If you were arrested for domestic violence, it is important to know that Connecticut law treats these offenses differently than other criminal allegations. One of the biggest differences is a speedy arraignment. Someone arrested for domestic violence will be arraigned the next day that the court is open.
Decisions made at the arraignment will significantly impact the rest of the case, so it is critical to have a New Haven domestic violence lawyer by your side. Domestic violence charges can affect your reputation, family life, and future employment opportunities. A history of these charges influences divorce settlements and child custody decisions. It is essential to have legal representation from the beginning of the case.
Police Must Arrest Dominant Aggressor
A common belief is that police must make an arrest whenever they respond to a domestic violence call. This is not entirely accurate, but if police respond to a call and believe that domestic violence has occurred, Connecticut General Statutes §46b-38b requires them to arrest the person they believe to be the dominant aggressor.
The arrest is based solely on probable cause to believe that a domestic violence crime occurred. The police must make the arrest even over the objection of the alleged victim.
A domestic violence arrest has immediate collateral consequences. For instance, the arrested person must surrender any guns they own within 24 hours. If children were present during the incident, the police would report it to the Department of Children and Families (DCF). A parent should not speak with a DCF investigator or caseworker before consulting a New Haven domestic violence attorney.
Next-Day Arraignment for Domestic Violence Cases in New Haven
The law requires an arraignment for an accused offender on the next business day after an arrest. Before the arraignment, the accused must meet with a Family Relations Officer. The Family Relations Officer will recommend conditions of release to the court, and their recommendation holds great weight. A local attorney should be present to guide the meeting and represent the person accused of family violence.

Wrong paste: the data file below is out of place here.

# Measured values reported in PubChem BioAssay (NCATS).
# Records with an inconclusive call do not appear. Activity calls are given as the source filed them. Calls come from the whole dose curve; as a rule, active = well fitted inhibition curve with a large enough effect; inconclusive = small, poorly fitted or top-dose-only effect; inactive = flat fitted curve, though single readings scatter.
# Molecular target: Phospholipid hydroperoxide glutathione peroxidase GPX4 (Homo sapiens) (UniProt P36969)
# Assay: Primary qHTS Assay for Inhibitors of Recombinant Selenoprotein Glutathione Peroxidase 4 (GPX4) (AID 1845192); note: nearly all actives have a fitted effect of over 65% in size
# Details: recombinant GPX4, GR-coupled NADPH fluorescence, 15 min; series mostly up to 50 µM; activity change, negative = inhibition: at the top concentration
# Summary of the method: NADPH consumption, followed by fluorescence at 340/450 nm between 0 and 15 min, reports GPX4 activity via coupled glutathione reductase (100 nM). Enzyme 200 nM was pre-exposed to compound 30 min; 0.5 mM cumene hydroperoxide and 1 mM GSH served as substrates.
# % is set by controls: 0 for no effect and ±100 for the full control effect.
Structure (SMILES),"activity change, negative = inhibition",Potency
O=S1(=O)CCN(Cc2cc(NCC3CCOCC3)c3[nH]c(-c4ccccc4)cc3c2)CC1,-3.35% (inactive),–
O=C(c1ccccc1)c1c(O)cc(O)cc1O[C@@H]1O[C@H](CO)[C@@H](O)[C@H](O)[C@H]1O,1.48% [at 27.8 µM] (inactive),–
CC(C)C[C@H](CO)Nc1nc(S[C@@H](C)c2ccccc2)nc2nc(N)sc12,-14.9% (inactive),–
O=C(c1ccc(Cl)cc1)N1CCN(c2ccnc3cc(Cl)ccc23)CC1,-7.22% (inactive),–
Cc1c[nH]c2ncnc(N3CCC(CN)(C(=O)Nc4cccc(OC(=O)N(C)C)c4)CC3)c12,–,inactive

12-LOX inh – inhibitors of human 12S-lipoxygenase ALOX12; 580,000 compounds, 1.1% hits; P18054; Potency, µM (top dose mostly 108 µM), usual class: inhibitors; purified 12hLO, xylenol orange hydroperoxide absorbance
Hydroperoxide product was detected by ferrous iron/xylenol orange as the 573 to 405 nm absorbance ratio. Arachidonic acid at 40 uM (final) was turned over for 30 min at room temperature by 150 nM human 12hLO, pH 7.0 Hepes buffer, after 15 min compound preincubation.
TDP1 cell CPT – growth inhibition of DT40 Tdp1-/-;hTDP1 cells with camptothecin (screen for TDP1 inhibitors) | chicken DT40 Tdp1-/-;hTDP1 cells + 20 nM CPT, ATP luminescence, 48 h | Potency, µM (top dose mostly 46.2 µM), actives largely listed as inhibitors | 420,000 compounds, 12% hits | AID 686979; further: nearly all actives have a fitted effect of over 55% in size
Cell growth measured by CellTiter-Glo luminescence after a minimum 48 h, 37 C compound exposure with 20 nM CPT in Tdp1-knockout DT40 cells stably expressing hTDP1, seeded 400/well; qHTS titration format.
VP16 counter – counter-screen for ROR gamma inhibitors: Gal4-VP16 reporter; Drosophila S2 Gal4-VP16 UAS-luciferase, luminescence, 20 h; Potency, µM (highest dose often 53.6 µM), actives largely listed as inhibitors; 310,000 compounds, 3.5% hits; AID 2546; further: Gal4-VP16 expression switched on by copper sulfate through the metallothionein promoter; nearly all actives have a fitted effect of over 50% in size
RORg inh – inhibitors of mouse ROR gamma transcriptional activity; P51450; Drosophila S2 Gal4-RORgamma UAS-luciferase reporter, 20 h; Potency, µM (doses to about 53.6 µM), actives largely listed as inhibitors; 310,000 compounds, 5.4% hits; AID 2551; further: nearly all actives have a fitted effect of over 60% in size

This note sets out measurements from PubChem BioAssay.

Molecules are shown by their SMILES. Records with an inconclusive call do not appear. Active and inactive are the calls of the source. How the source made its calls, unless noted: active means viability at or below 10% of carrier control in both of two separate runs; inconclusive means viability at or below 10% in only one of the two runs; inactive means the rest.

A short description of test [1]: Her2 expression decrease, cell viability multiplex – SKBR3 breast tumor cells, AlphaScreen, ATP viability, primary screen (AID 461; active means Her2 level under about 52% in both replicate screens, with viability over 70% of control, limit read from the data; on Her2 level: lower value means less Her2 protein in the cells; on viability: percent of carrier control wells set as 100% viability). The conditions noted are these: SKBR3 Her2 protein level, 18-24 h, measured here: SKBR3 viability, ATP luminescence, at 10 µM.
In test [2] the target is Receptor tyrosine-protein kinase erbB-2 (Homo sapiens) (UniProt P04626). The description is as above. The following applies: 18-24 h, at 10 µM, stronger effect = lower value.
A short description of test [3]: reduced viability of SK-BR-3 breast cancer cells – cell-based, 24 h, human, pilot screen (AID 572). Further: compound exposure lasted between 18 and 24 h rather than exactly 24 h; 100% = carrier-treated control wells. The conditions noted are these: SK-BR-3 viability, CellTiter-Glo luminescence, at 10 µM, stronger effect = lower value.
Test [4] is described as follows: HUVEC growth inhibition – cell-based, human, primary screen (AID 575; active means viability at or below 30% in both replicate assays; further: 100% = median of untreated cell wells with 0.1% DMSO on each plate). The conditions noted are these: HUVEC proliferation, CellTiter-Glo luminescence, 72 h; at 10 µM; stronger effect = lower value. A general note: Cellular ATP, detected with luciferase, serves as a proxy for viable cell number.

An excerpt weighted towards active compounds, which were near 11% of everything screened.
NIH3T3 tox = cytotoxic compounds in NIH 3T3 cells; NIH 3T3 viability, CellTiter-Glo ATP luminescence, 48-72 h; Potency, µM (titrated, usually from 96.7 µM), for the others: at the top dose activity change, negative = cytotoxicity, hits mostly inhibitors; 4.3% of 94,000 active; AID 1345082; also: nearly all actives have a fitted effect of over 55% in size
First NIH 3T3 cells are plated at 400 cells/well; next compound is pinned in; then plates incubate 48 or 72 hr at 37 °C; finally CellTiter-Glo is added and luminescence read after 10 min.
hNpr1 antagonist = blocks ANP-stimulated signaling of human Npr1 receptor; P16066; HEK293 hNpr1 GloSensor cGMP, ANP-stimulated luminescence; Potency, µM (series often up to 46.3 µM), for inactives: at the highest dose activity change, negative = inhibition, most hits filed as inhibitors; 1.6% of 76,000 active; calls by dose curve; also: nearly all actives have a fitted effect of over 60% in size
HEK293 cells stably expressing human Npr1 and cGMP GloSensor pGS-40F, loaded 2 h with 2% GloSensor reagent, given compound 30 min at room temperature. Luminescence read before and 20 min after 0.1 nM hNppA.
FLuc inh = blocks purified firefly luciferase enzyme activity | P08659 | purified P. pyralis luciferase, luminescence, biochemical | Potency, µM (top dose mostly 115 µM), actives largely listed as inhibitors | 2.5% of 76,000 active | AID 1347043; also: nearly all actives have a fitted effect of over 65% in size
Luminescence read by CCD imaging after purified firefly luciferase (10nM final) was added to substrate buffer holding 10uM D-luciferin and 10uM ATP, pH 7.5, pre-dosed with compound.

After hearing the impressions of the Family Relations Officer, the judge will set the terms for the accused’s conduct until the next hearing, which could be several weeks away. The judge could enter one of three types of orders:
- A residential stay-away order barring the accused from returning to the residence of the other person involved in the incident
- A partial protective order directing the accused not to stalk, threaten, harass, abuse, or assault the alleged victim
- A full protective order banning the accused from having any contact with the alleged victim, including by phone, text, or interactions on social media
Even the least severe of these orders, a partial protective order, could be devastating if the accused and the alleged victim live together or have children together. Violating the terms of a protective order or conditions of release is a Class D felony, often a more serious crime than the original domestic violence offense. As the case proceeds, an accused person and their New Haven lawyer could ask the court to modify a protective order. If the protected person agrees, courts often grant the requests.
Resolving Domestic Abuse Charges
Everyone charged with a crime is innocent until proven guilty. An accused person who wishes to contest the charges can request a criminal trial. However, other methods are available to resolve charges and spare all parties from the stress of criminal proceedings.
If the incident was a person’s first offense and did not involve children, weapons, or significant injury, domestic violence charges can often be resolved through participation in a diversion program. The court could order the accused to take a nine-week Family Violence Education Program (FVEP). If the accused person completes the program, adheres to the conditions of release, and completes any probation the court orders, the court will dismiss the domestic violence charges.
When there is a history of domestic violence or the incident injured the alleged victim, the FVEP may not be an option. More intensive family violence prevention programs might be more appropriate in such cases. Alternative diversionary programs might be available to address other issues like substance misuse or anger management. In some cases, courts will allow an accused to work with a private therapist on the issues that led to the incident instead of participating in one of the established programs.
Reach Out to a New Haven Attorney After a Domestic Violence Arrest
Even when an alleged domestic violence incident seems minor, the potential consequences can be devastating. If the police believed you were the dominant aggressor and arrested you, seek legal assistance immediately.
With so much at stake, do not try to manage a domestic violence arrest without legal representation. Reach out to a New Haven domestic violence lawyer at Ruane Attorneys today to discuss your case.